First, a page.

Instead, the emphasis from the controllers seems to be concerned with the billions of dollars in foreign debt our government is owing all over the globe – not to mention the debts being owed right here to locals.

And the way that the stories are being published, tends to lay the blame solely at the bad performance of the NDC lot during their four-and-a-half years in control.

But because the losers at the polls are now so disorganised or disunited, or both, as well as other skeletons in the closets that are keeping them all so very quiet on matters of national interest, no response is forthcoming from them, and the controllers are very conveniently using the silence to their advantage.

But it was all very well known that, when the NDC took over control of the nation’s affairs in July 2008, the debt then owing by the NNP government, which was in control since 1995 for three consecutive terms, was over one and a half billion dollars or there about.

True enough it was increased, because there was nothing on stream in 2008 to help pay even the interest on the debts, so naturally it kept on increasing, and with additional loans or whatever, the sum owing now is nearly two and a half billion dollars it is rumoured.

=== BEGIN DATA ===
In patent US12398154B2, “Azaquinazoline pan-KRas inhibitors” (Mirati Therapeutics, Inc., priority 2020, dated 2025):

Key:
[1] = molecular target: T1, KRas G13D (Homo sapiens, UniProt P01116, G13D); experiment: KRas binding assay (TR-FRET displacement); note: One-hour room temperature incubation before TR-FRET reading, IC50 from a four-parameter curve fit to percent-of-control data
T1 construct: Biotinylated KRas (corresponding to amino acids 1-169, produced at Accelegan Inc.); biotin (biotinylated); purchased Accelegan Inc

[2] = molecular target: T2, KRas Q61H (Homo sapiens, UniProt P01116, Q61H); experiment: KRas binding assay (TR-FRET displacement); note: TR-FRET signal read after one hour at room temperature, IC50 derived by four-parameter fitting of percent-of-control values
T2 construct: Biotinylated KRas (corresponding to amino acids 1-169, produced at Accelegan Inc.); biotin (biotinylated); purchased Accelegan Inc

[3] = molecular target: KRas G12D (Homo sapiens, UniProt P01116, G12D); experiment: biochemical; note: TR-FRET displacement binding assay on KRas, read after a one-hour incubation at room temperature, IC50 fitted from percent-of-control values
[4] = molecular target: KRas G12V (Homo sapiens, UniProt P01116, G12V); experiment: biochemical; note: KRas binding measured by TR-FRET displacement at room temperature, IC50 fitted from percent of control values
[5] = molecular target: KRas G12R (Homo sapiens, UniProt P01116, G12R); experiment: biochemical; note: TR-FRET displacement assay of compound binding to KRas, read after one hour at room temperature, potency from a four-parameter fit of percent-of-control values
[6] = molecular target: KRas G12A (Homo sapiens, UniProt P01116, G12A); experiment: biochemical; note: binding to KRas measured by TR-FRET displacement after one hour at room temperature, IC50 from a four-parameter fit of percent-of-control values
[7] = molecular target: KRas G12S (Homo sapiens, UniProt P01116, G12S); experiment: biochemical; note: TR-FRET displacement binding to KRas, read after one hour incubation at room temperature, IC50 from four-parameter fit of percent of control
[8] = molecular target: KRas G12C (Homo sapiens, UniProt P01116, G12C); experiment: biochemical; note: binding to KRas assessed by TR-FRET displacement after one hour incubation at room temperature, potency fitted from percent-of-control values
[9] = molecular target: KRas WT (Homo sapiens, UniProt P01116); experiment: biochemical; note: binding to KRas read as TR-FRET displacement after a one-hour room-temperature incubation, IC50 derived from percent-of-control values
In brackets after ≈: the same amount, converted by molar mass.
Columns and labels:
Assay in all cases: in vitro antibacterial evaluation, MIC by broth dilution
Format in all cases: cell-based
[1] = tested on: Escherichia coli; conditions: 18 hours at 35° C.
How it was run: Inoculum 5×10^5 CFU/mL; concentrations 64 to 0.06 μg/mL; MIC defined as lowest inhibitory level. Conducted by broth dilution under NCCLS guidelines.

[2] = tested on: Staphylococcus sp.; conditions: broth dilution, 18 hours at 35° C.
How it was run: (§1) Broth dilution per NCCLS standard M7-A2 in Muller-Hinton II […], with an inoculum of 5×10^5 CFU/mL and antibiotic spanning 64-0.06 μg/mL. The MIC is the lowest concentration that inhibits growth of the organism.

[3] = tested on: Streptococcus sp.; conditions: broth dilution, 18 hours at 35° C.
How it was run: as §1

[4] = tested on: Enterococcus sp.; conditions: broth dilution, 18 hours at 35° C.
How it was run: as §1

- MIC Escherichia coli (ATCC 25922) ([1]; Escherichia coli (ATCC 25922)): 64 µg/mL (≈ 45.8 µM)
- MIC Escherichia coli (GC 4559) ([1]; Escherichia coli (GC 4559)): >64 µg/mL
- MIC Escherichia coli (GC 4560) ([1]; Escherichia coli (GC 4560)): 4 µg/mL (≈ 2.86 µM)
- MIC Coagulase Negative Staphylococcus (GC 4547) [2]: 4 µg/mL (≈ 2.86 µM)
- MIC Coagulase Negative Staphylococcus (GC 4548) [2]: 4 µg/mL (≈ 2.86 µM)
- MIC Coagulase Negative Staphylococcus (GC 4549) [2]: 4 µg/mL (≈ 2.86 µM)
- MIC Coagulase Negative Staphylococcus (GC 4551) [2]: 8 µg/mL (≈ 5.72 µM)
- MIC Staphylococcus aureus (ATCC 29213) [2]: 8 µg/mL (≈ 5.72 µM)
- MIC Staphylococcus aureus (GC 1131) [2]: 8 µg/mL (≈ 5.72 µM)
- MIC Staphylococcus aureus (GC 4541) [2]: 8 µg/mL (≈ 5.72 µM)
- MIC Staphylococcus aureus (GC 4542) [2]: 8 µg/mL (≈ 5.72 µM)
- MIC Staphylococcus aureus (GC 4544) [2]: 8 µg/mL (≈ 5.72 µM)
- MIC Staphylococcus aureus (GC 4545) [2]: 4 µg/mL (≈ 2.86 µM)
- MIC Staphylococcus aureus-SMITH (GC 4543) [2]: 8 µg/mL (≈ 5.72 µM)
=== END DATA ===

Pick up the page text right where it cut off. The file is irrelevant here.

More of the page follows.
But because the losers are so disunited, for one reason or another, nothing of substance is coming from the executive at any level.

It all looked as though the party has ceased to function, because except for the denials and the on or off position of the current party leader, ex-Prime Minister Tillman Thomas, everything else seems to be on hold pending the upcoming convention later this year.

And from the bits and pieces coming through the grapevine of party sources, the fight for the leadership position to control the executive for the next year or whenever is already beginning to show signs of a much wider field of interested members with an interest in leading the party.

The person chosen should be the one who must start rebuilding the organization from now onwards, and who will be facing up to the government in control, and keeping the people fully informed of the party’s position on all the various issues as they arise in the course of the nation’s business.